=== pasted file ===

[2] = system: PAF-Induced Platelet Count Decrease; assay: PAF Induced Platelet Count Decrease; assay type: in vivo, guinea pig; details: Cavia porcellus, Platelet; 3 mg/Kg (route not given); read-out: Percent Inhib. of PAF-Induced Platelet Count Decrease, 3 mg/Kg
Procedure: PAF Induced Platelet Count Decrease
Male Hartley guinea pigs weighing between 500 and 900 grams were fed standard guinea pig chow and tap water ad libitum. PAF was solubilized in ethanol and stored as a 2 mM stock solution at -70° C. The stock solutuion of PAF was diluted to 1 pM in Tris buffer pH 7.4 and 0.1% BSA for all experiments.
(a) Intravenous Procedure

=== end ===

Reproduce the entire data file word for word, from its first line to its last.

[2] = system: PAF-Induced Platelet Count Decrease; assay: PAF Induced Platelet Count Decrease; assay type: in vivo, guinea pig; details: Cavia porcellus, Platelet; 3 mg/Kg (route not given); read-out: Percent Inhib. of PAF-Induced Platelet Count Decrease, 3 mg/Kg
Procedure: PAF Induced Platelet Count Decrease
Male Hartley guinea pigs weighing between 500 and 900 grams were fed standard guinea pig chow and tap water ad libitum. PAF was solubilized in ethanol and stored as a 2 mM stock solution at -70° C. The stock solutuion of PAF was diluted to 1 pM in Tris buffer pH 7.4 and 0.1% BSA for all experiments.
(a) Intravenous Procedure